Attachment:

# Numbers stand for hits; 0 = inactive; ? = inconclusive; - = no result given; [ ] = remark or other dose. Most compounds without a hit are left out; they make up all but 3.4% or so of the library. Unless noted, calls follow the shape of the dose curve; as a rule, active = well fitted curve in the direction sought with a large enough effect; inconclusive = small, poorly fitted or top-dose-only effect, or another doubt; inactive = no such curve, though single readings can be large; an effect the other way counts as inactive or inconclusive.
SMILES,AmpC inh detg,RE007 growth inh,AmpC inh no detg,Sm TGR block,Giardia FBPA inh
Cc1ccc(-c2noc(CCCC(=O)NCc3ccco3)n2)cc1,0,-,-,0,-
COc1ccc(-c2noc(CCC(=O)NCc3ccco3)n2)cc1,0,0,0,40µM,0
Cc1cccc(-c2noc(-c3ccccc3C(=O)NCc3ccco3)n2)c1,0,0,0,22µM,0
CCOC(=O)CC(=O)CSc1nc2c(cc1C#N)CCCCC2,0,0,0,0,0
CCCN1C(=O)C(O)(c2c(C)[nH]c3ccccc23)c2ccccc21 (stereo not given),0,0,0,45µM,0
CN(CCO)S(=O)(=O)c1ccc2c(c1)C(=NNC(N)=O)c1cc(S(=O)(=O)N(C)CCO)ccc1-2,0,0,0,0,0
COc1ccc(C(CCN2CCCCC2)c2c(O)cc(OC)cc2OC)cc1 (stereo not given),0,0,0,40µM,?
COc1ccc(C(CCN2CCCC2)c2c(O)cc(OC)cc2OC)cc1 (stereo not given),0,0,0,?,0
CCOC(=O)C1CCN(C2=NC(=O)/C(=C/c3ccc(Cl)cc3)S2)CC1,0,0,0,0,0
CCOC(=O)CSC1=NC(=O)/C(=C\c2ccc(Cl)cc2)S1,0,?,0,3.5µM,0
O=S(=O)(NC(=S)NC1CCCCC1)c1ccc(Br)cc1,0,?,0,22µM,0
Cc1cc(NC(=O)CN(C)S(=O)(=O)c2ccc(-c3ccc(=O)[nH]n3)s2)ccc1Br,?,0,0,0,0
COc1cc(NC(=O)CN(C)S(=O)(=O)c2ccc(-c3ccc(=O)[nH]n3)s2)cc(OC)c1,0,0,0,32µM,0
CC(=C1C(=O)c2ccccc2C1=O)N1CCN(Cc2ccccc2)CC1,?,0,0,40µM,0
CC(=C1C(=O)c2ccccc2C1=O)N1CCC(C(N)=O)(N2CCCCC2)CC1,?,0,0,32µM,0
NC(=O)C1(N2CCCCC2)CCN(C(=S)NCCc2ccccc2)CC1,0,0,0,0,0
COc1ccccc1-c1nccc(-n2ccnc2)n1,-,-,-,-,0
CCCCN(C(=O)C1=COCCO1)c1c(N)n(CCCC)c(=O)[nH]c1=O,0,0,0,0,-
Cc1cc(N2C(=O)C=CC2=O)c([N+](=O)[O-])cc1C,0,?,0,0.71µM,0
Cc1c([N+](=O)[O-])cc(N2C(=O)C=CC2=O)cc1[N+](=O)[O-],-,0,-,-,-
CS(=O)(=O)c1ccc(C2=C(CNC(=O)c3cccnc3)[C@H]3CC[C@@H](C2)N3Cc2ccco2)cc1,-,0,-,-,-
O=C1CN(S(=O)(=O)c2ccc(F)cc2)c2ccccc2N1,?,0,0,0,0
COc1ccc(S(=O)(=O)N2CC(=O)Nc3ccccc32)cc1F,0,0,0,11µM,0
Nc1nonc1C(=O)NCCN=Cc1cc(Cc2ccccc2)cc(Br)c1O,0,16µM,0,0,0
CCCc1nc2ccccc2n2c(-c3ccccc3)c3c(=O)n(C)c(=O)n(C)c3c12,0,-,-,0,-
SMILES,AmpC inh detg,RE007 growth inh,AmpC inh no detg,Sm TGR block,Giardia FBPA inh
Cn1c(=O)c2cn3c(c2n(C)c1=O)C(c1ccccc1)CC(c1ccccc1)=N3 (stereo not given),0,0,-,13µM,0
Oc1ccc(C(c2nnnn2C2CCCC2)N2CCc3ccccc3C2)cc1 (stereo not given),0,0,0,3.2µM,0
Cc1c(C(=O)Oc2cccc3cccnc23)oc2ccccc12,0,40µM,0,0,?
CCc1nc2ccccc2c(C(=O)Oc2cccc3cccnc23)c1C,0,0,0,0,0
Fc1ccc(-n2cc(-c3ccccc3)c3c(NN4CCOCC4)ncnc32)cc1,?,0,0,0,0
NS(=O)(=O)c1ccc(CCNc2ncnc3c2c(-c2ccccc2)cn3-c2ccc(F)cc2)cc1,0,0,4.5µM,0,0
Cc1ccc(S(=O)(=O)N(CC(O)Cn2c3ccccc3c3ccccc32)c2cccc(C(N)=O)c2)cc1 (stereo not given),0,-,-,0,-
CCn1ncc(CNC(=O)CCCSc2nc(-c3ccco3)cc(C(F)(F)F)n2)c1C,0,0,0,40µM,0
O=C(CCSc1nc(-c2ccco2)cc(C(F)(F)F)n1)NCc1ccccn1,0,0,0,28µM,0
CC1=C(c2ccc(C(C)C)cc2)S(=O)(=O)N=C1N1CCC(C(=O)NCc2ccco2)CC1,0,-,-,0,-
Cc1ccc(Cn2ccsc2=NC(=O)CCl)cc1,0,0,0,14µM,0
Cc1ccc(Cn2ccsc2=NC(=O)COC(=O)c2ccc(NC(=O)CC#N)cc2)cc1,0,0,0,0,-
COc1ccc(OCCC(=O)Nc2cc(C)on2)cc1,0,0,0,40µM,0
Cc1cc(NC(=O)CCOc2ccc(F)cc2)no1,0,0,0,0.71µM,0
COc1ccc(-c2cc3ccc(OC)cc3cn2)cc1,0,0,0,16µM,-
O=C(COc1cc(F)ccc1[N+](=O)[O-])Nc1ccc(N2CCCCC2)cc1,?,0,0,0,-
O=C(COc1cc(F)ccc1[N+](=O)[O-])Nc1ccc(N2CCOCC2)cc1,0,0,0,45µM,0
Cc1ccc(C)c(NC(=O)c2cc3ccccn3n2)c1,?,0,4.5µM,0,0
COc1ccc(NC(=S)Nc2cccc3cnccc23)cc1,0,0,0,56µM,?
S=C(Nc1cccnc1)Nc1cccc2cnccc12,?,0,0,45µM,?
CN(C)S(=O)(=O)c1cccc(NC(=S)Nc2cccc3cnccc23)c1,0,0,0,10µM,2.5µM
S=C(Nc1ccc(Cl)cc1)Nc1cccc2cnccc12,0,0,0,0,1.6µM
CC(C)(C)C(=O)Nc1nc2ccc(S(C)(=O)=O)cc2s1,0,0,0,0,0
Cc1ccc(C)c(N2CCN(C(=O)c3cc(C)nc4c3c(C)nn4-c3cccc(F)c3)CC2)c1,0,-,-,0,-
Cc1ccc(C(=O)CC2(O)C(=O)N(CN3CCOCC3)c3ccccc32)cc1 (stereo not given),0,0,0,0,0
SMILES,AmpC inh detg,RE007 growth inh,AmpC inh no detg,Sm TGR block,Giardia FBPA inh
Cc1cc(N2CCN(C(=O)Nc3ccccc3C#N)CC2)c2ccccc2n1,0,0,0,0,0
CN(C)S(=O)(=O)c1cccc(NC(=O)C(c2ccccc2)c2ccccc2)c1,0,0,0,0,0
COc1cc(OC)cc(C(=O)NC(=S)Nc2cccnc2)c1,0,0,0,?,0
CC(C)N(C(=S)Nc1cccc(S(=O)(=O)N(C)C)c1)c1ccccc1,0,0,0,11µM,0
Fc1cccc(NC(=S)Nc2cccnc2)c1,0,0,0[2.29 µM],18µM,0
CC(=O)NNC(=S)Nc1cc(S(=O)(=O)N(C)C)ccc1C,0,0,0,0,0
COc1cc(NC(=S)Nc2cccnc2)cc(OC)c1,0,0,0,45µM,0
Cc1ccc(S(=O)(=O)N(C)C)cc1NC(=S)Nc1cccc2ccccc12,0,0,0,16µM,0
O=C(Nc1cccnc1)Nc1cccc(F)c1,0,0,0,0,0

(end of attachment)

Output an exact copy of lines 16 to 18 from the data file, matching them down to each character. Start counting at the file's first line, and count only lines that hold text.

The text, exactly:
CC(=C1C(=O)c2ccccc2C1=O)N1CCN(Cc2ccccc2)CC1,?,0,0,40µM,0
CC(=C1C(=O)c2ccccc2C1=O)N1CCC(C(N)=O)(N2CCCCC2)CC1,?,0,0,32µM,0
NC(=O)C1(N2CCCCC2)CCN(C(=S)NCCc2ccccc2)CC1,0,0,0,0,0